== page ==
30 June 2009 Greenland Ice Sheet: Climbers at the rim of a meltwater channel. James Balog Photography
30 June 2009 Greenland Ice Sheet: Climbers at the rim of a meltwater channel. James Balog Photography

By Ali

“Climate Change Real & Gorgeous” – this title stopped me in my web surfing tracks. Climate change is indeed real, but to think of it as gorgeous seemed a tad disturbing to me.  Of all my readings and involvement in understanding climate change, ‘gorgeous’ certainly did not surface as an adjective. The suspicious article was actually a film review of the documentary, “Chasing Ice”. I had not heard of the film, released in December 2012. However, I now intend to watch it as soon as possible. As should you! Some reviewers describe it as,  “One of the most beautiful films of the year” Huffington Post and, “The smoking gun on climate change”, Robert F Kennedy Jr.

James Balog, a photographer for National Geographic, was shaken out of his climate change skepticism after taking an assignment to photograph the retreat of a glacier in Iceland. Check out some of James’s photography here. After his experience in Iceland, he set out to provide undeniable evidence that might convince other skeptics of the realities of climate change. His evidence took form as the “Extreme Ice Survey

“Founded in 2007 by James Balog, the Extreme Ice Survey (EIS) is an innovative, long-term photography project that merges art and science to give a “visual voice” to the planet’s changing ecosystems. One aspect of EIS is an extensive portfolio of single-frame photos celebrating the beauty–the art and architecture–of ice. The other aspect of EIS is time-lapse photography; currently, 28 cameras are deployed at 13 glaciers in Greenland, Iceland, the Nepalese Himalaya, Alaska and the Rocky Mountains of the U.S. These cameras record changes in the glaciers every half hour, year-round during daylight, yielding approximately 8,000 frames per camera per year. We edit the time-lapse images into stunning videos that reveal how fast climate change is transforming large regions of the planet.”

ChasingIceThe brutal expedition and breathtaking images from this project are documented in “Chasing Ice”.

This film got me thinking more about how we communicate science and large-scale issues such as climate change. Claire and I attended the Australian Meteorological and Oceanographic Society  (AMOS) conference back in February and of all of the very informative and novel scientific research being presented, one particular talk has really stuck with me. I am fairly confident that this talk has lingered in the minds of many who were there to hear Anne Henderson-Sellers telling climate scientists that, “They need to get out and go to the movies!”

Yoda it is
Yoda it is

I think this notion of visual edutainment is potent and unparalleled. People love images – still, moving, make-believe, it doesn’t matter. Images fill our minds. They stick with us; how many times have you forgotten a name, but remember the face? Images inspire us, “may the force be with you!” who doesn’t want to be a Jedi… even just a little bit. They tug at our heartstrings and make breaking news stories a reality. Thus, it is not surprising that photography, movies, or really any visual social media are extremely powerful education tools. The scientific community is seeing this more and more.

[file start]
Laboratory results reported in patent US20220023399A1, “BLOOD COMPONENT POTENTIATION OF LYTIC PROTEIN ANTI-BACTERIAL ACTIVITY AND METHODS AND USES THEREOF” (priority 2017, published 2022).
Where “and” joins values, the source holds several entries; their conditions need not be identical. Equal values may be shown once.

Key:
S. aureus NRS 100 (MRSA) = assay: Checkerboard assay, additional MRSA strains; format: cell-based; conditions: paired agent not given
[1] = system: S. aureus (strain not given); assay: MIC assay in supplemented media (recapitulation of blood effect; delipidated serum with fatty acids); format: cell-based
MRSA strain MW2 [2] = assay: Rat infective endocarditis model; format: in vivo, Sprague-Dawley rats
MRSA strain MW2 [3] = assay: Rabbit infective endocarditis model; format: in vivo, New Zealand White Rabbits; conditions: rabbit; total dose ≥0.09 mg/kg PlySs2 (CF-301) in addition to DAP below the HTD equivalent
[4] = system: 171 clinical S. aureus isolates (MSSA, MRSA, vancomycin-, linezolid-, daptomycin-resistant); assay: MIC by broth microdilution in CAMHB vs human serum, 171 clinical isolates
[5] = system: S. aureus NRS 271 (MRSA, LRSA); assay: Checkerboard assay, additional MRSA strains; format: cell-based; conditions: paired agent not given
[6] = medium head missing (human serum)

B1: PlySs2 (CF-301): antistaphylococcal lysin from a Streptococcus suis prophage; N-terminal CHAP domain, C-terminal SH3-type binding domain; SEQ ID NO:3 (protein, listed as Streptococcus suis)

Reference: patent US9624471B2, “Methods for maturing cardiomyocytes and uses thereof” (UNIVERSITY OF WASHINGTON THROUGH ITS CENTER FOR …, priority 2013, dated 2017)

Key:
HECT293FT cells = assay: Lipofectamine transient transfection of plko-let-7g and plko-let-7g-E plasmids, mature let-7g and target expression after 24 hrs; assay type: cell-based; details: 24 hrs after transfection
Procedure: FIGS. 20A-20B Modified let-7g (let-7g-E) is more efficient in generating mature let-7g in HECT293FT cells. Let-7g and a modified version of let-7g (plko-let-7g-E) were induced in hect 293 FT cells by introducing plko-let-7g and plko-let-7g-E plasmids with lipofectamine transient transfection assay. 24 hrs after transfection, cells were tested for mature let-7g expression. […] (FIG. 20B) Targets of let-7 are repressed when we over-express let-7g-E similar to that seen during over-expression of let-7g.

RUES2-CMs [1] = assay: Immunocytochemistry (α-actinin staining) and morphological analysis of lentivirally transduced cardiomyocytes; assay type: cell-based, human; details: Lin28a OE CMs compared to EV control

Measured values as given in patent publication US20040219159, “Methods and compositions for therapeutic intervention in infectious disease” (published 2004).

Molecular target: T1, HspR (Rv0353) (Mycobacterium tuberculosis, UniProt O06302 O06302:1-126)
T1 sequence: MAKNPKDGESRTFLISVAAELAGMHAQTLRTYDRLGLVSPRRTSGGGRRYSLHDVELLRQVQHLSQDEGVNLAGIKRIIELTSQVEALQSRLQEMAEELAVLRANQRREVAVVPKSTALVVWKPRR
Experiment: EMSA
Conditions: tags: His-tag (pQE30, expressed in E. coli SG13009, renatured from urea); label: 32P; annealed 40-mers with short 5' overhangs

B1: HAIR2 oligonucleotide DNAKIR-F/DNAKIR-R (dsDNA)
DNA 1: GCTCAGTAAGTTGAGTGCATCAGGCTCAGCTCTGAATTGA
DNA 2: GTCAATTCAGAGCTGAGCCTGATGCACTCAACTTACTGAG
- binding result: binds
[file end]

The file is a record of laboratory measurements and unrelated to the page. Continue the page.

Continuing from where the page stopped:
Hollywood movies are excellent ways to bring about awareness, see Claire’s post on “Using Hollywood to communicate science”. Blockbuster science, taken with a grain of salt, is a wonderfully sneaky way to ‘edutain’ the unsuspecting audience. Indeed, documentaries like “An Inconvenient Truth” are informative and inspiring; however, I think films like this end up ‘preaching to the choir’ most of the time. Meanwhile, who would have suspected that the average-Joe would obtain a fairly accurate understanding of Thermohaline Circulation and meet a paleoclimatologist in one fell swoop of Hollywood action and dramatization.

National Geographic photo of the day: Best of January 2013
National Geographic photo of the day: Best of January 2013

On the other end of the spectrum, we find the soothing voice of David Attenborough as he shows us what our world is really worth and the creatures that we share it with. National Geographic is the Earth’s family photo album and continually inspires people to care about the planet.

I have come to the terrible realization that I am guilty of not going to the movies. There are treasure troves of films that have slipped under my radar, and possibly yours. Perhaps a local ‘Edutainment Film Festival’ is in order.

Chasing Ice”, now at the top of my must-see-list (and airing on the National Geographic Chanel Australia Wednesday, 24 April at 1:30pm), may prove to show a terrible reality in a visually stunning and unforgettable way – Real & Gorgeous – and maybe that is what we need. For all those skeptics out there who need to see it to believe it, here it is.

1 September 2008 British Columbia: Bishop Glacier calves ice into proglacial lake. Glacier filled lake basin until recently.  James Balog Photography
1 September 2008 British Columbia: Bishop Glacier calves ice into proglacial lake. Glacier filled lake basin until recently. James Balog Photography